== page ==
Online Conference experiences and tools

Hi everyone,

While planning the Open edX online conference for 2021, we would like to hear from the community, about tools and online events experiences.

Which tools or platforms have you used or participated in that worked?

Which ones didn’t?

As in many other fields, experience matters in this case (tools don’t always work as promised in the demos!).

Please share your feedback in this post.
It will help us create a memorable event!


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Thanks for opening that discussion! :slight_smile: It’s useful to brainstorm on the online version of the conference this way, as a conference is a tricky thing to adapt to online imho. We have had some conversations at OpenCraft in the past about this - my post will be a recap of many points & links that came up during that conversation (thanks for those who have participated btw, you’ll recognize yourself :slight_smile: ).

But before mentioning what could work or be worth experimenting, it’s useful to mention what is unlikely to work: simply transposing the talks/workshops of the offline version in Zoom calls.

The main problem with online conferences is that the main thing we want to get out of conferences/retreats is precisely what online tools are still bad at – ie getting the full human contact offered by being in person, with all its nuances. We can already get a lot out of our written and video discussions, but packing more of that within a few days and calling it a conference won’t fill the gap. Until we do have a Ready Player One-like experience in VR, that will remain the case… (I can’t wait for that, though, it will be awesome :slight_smile: ).

Also, in-person conferences are good at making a group of people focus on a single set of events and interactions for several days - you get the (mostly) undivided attention of the community focused on one thing, the conference. Remotely, that is a lot harder to achieve, not to say impossible. Zoom fatigue comes up a lot faster, and the rest of the world has a much easier time competing for attention when the conference is just a window on the screen… Nobody wants to spend a full day in a Zoom call.

That said, that doesn’t mean there isn’t value in holding a conference online, especially when there is no possibility of an in-person alternative. But I think we need to keep those limitations and differences clearly in mind.

There is an article from the Loom blog that provides some good insights on this, taken from experience:

One key element imho is that the social aspect, which comes pretty much automatically with in-person conferences, from simply putting a bunch of people in the same conference hall for several days, is not a given at all in an online version, and needs to become one of the main (if not the main) elements to organize and foster.

I don’t know of a perfect solution for this, but a few approaches that come back on this topic are:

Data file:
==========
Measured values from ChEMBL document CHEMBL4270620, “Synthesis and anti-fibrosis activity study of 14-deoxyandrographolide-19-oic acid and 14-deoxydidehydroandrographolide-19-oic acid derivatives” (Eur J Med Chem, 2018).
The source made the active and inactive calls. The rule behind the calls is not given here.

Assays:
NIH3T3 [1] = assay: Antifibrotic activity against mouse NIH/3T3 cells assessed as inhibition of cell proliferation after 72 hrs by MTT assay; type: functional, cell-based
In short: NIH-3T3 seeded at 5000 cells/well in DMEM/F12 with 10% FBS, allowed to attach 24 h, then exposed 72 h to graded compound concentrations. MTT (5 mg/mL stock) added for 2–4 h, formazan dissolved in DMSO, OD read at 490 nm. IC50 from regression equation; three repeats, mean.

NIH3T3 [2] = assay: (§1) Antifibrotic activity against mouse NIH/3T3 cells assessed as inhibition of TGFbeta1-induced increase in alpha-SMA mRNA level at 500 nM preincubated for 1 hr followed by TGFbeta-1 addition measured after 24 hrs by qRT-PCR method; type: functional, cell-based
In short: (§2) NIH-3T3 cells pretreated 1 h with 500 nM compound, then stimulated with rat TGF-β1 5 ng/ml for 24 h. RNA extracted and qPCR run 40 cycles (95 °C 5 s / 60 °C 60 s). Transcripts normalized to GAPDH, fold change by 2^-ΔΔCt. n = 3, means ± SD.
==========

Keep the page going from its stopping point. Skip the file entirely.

• Setting up a shared space/virtual world where to hang out: many have mentioned Gather for this – or maybe a minecraft/minetest space?
  • Organize social events in that space – things like games (during our own regular social chats at OpenCraft, Among Us and Skribbl have been quite popular :slight_smile: ), group discussions on a topic, hackathons, etc. Where the explicit goal is to get all participants to engage (vs just “watching tv” with more traditional talks)
  • To try to get closer from the feeling of presence we have in person, we could also experiment with VR (not everyone has a VR headset, but that could replace the price of airplane tickets?) - see the way some conferences used VR for their online version, through tools/spaces like AltspaceVR
  • One advantage of being online is that we aren’t actually limited to a single space. We can also organize events all around the internet - for example, we could play things like the online version of Escape Games, or an Alternate Reality Game like Thickett
  • Using async videos, like mentioned in the Loom blog article, can be a surprisingly nice way to communicate - we now do all our standup this way, and it’s nice to see videos from others (in a timezone-agnostic way! :slight_smile: )

We can also still do some more traditional talks & workshops. But:

  • Taking into account the issue of focus, it should be much shorter, a smaller proportion of the time allocation, in smaller groups and efforts should be made to make it much more interactive than when it is held in person.
  • Having more of a forum/group discussion in each, where individual participants all talk at times, can help a lot too.
  • And for the cases where there are too many people to allow this, using live participation tools like Slido could be better than the usual one-way format of talks.
  • Maybe also do more AmAs than talks?

Hi Xavier,

Thank you for sharing such an extensive list of tools and insights in regards to online events.

I had to admit that the VR tools and experiences sound tempting, but maybe not all the audience is ready to jump in yet. In addition, VR headsets might be expensive or not easy to procure in some parts of the world.

From my perspective, we may need to start with a more traditional approach (talks & workshops), for which you provided very valuable ideas (AmAs being my favorite).

Thanks again for sharing your findings.